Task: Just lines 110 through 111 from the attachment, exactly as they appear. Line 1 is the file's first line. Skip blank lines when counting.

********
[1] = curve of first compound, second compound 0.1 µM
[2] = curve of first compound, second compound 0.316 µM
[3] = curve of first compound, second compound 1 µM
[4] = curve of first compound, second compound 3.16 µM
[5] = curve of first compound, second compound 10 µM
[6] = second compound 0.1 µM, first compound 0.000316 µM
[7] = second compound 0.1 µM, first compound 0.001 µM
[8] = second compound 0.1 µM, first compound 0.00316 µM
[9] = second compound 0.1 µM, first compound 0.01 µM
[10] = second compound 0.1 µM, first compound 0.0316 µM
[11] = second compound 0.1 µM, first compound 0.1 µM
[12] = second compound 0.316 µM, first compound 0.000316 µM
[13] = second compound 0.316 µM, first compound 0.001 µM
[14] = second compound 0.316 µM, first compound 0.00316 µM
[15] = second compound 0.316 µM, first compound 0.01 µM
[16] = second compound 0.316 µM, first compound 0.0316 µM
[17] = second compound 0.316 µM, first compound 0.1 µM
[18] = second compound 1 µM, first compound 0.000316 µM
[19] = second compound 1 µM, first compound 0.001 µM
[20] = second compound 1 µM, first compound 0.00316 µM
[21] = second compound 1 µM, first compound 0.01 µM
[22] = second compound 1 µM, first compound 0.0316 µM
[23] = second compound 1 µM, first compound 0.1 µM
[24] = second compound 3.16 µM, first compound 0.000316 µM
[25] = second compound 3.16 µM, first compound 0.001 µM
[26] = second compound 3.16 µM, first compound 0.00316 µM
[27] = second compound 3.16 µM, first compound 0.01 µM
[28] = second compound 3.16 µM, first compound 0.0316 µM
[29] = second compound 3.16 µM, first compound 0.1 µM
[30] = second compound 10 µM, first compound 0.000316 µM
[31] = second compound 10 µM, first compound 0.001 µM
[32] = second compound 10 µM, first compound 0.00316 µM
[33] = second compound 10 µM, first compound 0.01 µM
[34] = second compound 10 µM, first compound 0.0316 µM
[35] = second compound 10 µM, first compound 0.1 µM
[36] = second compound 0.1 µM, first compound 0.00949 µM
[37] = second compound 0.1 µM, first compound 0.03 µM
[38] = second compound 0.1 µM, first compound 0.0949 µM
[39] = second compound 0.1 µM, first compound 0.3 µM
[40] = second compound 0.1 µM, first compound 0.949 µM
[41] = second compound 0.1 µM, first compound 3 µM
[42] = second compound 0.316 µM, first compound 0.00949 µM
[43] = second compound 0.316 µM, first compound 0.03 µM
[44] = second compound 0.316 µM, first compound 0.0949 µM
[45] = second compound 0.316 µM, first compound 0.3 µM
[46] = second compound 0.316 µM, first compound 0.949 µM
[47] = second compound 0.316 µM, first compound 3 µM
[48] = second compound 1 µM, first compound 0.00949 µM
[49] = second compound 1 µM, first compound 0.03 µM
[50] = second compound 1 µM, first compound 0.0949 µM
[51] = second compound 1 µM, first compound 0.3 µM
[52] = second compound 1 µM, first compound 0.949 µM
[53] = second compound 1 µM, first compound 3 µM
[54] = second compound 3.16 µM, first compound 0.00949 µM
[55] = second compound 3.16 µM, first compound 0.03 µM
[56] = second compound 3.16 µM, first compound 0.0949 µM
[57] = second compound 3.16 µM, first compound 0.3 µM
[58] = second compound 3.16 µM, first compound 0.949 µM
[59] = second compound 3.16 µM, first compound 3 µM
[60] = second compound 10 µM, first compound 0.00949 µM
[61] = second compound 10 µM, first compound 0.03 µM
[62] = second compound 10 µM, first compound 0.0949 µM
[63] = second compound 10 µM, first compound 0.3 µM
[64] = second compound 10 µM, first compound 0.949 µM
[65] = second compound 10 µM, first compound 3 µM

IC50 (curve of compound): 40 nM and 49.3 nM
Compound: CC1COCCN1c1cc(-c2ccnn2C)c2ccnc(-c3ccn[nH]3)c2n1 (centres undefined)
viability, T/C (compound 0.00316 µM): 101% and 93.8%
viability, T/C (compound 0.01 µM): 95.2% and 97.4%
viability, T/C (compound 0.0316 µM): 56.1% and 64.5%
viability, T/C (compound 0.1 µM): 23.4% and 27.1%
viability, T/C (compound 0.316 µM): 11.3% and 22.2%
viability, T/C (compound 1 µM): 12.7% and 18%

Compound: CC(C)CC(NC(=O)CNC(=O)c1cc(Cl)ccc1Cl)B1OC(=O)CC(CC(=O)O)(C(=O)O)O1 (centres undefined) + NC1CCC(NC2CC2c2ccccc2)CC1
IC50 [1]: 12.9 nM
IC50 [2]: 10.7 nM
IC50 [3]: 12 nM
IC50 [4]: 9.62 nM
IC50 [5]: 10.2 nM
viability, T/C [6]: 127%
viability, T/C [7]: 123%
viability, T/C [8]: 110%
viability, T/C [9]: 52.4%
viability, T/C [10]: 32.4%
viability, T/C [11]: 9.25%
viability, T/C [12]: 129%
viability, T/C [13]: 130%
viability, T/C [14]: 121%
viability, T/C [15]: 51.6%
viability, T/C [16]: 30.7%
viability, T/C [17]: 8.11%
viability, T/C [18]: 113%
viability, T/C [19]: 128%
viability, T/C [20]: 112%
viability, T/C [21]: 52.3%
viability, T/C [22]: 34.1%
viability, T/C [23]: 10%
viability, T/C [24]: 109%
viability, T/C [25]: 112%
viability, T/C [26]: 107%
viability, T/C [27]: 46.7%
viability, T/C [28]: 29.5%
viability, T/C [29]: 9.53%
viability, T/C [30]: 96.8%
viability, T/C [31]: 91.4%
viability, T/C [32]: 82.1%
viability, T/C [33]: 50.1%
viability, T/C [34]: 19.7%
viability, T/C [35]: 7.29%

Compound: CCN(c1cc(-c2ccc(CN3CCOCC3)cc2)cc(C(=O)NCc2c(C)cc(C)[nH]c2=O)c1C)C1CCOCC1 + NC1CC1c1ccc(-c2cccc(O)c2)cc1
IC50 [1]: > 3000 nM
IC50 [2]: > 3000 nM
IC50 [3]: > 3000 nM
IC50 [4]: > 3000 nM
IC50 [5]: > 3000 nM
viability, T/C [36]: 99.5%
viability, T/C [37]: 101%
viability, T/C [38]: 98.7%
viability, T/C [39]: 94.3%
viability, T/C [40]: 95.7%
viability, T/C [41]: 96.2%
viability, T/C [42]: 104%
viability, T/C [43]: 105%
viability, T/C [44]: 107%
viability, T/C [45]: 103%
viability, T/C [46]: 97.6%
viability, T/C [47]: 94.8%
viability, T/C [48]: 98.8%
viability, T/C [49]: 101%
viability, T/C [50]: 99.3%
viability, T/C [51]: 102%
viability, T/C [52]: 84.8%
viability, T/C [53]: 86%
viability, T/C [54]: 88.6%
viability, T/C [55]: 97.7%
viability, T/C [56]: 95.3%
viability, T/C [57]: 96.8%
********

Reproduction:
Compound: CCN(c1cc(-c2ccc(CN3CCOCC3)cc2)cc(C(=O)NCc2c(C)cc(C)[nH]c2=O)c1C)C1CCOCC1 + NC1CC1c1ccc(-c2cccc(O)c2)cc1
IC50 [1]: > 3000 nM